An obsessive marine biologist gambles his savings, family, and sanity on a quest to be the first to capture a live giant squid.

Avatar_57x57

The Empty Chamber

Why the U.S. Senate gets so little done.

Avatar_57x57

Letting Go

David Sedaris on smoking and quitting.

Avatar_57x57

Letting Go

Should modern medicine shift its end-of-life priorities, focusing less on staving off death and more on improving a patient’s last days?

Avatar_57x57

As Good as Dead

Is there really such a thing as brain death?

Avatar_57x57

Kill Company

The shoot-first-and-ask-questions-later culture of the 101st Airborne Division, an execution of captured Iraqi prisoners, and how far up the chain of command responsibility lies.

Avatar_57x57

He Knew He Was Right

How Christopher Hitchens, a former socialist, became one of the most vigorous defenders of the war in Iraq.

Avatar_57x57

The Mark of a Masterpiece

The man who keeps finding famous fingerprints on uncelebrated works of art.

Avatar_57x57

I Want This Apartment

War stories from the world of Manhattan real estate, written during an era when everybody knew the Internet would completely change the business and nobody quite knew how.

Avatar_57x57

The Networker

Saad Mohseni, Afghanistan’s first media mogul and a business partner of Rupert Murdoch, produces everything from nightly news broadcasts to the controversial Afghan version of American Idol.

Avatar_57x57

Prodigal Son

Is Mike Huckabee the GOP’s best hope in 2012? Mike Huckabee’s not so sure.

Avatar_57x57

Fresh Hell

The boom in dystopian fiction aimed at young adults.

Avatar_57x57

The Velluvial Matrix

Atul Gawande’s recent commencement address at Stanford’s School of Medicine graduation. “Each of you is now an expert. Congratulations. So why—in your heart of hearts—do you not quite feel that way?”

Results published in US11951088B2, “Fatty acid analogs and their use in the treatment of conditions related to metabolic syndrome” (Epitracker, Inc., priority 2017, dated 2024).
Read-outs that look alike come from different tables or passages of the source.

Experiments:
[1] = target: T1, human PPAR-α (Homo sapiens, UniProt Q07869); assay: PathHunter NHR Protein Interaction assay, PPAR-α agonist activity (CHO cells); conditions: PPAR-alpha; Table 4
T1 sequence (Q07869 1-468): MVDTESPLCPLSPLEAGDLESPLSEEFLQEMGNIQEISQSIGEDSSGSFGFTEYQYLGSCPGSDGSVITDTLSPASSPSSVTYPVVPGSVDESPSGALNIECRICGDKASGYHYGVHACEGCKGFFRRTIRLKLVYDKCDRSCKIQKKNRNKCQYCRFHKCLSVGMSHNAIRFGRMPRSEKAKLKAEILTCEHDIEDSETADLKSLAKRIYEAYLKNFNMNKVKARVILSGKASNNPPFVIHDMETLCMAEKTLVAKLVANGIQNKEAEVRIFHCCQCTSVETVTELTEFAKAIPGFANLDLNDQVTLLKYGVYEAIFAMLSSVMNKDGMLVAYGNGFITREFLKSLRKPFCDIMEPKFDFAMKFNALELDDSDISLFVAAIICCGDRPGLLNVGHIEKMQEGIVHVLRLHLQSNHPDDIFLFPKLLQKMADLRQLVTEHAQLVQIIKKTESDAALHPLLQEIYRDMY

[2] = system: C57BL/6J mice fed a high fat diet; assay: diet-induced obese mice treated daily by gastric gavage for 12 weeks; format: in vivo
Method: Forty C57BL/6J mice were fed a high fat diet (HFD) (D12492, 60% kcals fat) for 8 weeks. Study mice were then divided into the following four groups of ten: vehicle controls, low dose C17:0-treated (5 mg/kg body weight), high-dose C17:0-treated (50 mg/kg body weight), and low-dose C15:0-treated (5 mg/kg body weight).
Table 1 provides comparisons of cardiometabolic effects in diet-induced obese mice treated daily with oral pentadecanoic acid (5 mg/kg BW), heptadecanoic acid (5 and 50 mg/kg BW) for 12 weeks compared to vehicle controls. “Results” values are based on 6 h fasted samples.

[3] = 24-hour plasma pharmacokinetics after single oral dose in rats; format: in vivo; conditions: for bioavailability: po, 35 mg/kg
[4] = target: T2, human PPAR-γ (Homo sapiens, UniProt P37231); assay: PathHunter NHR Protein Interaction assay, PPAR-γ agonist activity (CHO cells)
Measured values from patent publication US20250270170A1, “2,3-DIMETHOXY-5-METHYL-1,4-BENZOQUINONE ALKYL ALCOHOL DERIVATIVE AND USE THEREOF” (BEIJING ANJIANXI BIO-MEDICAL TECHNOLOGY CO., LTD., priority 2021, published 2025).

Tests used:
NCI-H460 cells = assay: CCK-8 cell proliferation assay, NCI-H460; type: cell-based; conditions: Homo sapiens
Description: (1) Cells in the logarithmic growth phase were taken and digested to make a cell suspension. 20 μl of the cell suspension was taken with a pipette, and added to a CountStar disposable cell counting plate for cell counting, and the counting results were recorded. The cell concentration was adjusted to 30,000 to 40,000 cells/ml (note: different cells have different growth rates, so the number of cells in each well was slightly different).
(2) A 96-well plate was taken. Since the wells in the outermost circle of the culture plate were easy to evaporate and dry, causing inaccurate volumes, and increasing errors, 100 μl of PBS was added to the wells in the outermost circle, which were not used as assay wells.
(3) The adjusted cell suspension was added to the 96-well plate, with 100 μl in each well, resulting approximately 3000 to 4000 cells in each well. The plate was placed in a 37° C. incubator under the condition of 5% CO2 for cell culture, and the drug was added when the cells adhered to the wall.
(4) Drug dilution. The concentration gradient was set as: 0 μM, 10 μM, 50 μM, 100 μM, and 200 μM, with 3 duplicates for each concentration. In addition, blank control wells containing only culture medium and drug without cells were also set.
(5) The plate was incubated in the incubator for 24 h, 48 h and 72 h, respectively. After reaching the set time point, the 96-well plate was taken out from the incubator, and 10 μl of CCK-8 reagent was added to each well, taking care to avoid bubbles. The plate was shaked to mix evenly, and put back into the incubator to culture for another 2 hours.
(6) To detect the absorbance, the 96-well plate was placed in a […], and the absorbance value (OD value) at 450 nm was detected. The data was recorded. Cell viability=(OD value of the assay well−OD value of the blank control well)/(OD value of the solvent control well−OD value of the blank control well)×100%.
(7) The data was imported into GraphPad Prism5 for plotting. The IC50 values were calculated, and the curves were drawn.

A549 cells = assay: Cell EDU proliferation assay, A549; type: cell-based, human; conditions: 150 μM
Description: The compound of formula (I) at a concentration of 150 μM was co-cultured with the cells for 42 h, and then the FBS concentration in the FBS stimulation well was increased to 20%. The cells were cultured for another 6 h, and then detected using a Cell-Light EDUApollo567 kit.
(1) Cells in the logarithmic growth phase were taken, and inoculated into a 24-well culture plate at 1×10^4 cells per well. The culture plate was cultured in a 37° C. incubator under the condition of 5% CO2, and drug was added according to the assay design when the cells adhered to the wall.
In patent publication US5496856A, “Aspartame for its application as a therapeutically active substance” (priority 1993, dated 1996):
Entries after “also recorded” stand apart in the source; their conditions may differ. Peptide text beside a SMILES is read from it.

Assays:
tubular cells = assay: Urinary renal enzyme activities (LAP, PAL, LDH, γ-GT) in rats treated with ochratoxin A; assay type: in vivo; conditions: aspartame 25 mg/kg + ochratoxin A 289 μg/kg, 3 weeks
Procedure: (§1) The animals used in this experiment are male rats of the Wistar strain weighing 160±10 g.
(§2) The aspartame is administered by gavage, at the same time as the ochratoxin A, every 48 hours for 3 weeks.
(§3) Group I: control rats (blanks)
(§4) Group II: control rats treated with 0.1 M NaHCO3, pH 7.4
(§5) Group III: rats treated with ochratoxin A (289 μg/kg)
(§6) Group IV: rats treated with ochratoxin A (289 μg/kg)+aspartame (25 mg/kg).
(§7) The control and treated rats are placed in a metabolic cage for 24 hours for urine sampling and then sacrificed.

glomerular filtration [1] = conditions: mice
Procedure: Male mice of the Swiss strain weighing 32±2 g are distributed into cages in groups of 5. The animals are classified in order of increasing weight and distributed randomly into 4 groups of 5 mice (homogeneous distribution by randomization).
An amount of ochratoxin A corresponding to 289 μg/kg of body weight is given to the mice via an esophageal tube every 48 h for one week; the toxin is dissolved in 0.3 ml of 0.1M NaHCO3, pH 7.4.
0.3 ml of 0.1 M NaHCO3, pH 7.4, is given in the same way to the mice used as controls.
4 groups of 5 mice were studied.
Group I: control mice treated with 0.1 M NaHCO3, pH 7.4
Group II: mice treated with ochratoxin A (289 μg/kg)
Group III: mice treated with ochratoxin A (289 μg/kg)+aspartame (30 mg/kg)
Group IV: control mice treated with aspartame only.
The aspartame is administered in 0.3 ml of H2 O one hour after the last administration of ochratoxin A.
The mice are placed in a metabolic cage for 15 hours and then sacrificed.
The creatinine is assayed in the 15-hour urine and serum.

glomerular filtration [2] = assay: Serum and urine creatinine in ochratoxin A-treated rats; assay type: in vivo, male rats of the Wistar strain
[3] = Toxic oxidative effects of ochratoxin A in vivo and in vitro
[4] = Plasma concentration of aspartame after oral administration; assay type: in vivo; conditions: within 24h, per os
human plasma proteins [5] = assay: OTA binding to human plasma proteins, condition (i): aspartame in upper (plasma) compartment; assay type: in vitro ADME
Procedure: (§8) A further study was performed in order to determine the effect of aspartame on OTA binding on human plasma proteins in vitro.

Avatar_57x57

Lost in the Jihad

How the case against John Walker Lindh collapsed.

Avatar_57x57

The Dymaxion Man

Buckminster Fuller reconsidered.

Avatar_57x57

No Secrets

A profile of WikiLeaks’ Julian Assange.

Avatar_57x57

The Marriage Cure

In an Oklahoma City neighborhood usually left off city maps, the federal government is implementing its $300 million anti-poverty plan: teaching poor Americans how to get married.

Avatar_57x57

Drink Up

Fred Franzia makes a lot of money selling really cheap wine.

Avatar_57x57

Hub Fans Bid Kid Adieu

On the retirement of Ted Williams.

Avatar_57x57

No Secrets

The justly paranoid man behind WikiLeaks.

Avatar_57x57

Up and Then Down

The lives of elevators.

Avatar_57x57

The Demon in the Freezer

How smallpox went from eradicated disease to the ideal weapon of bioterrorists.

Avatar_57x57

Trial By Fire

The arson case that may have led Texas to execute an innocent man.

Avatar_57x57

Lifelike

What does it take to win the World Taxidermy Championships?

Avatar_57x57

Brain Gain

The not-so-underground culture of neuroenhancing drug use, and where it’s headed.

Avatar_57x57

Jumpers

The fatal allure of the Golden Gate Bridge and why it doesn’t have a barrier to thwart potential leapers.

Avatar_57x57

Rage Machine

Andrew Breitbart’s empire of bluster.

Avatar_57x57

Roulette Russian

The eighteen-year-old Moscow dropout behind chatroulette.com.

Avatar_57x57

Atomic John

The truck driver who reverse engineered the atomic bomb.

Avatar_57x57

The Itch

What the sensation of uncontrollable itch and the phantom limbs of amputees can tell us about how the brain works.

Avatar_57x57

The Snakehead

Working from a tiny shop in Chinatown, Sister Ping helped thousands of Chinese immigrate illegally by boat. By the time one of her ships ran aground, the F.B.I estimated her total profits at $40 million.

Avatar_57x57

Tea and Sympathy

The city of Boston, the Tea Party movement, and the rightful heir to the American Revolution.

Avatar_57x57

Thinking in the Rain

An artist takes on “the umbrella problem,” which runs so deep the U.S. Patent Office has four full-time examiners dedicated solely to assessing ideas for umbrella improvement.

Avatar_57x57

iPad vs. Kindle vs. the Future of Books

“Amazon has done a great job,” Jobs said. “We’re going to stand on their shoulders and go a little bit farther.” Or they were planning to stand on Amazon’s neck and press down hard.

Avatar_57x57

After the Flood

A review of Treme, the new HBO show about post-Katrina New Orleans from David Simon, creator of The Wire. “The series virtually prohibits you from loving it,” Franklin writes, “while asking you to value it.”

Avatar_57x57

The Hunted

The inside story of how an ABC nature shoot in Africa end up producing  a snuff film.